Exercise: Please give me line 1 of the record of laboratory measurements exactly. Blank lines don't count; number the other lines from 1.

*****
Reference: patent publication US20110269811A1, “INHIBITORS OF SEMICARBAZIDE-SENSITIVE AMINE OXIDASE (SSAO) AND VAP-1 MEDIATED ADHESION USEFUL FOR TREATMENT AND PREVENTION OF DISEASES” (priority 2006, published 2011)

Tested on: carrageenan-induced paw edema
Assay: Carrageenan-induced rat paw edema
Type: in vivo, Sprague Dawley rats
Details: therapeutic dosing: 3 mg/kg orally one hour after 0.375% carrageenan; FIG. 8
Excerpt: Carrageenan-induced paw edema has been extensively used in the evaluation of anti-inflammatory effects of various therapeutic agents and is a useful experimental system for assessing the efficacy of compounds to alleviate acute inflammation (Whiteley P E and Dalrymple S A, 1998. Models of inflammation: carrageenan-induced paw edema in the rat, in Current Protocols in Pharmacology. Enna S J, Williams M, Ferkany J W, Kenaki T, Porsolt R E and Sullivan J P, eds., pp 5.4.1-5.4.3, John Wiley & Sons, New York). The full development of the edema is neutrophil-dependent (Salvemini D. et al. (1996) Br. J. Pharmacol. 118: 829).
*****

Reference: patent publication US20110269811A1, “INHIBITORS OF SEMICARBAZIDE-SENSITIVE AMINE OXIDASE (SSAO) AND VAP-1 MEDIATED ADHESION USEFUL FOR TREATMENT AND PREVENTION OF DISEASES” (priority 2006, published 2011)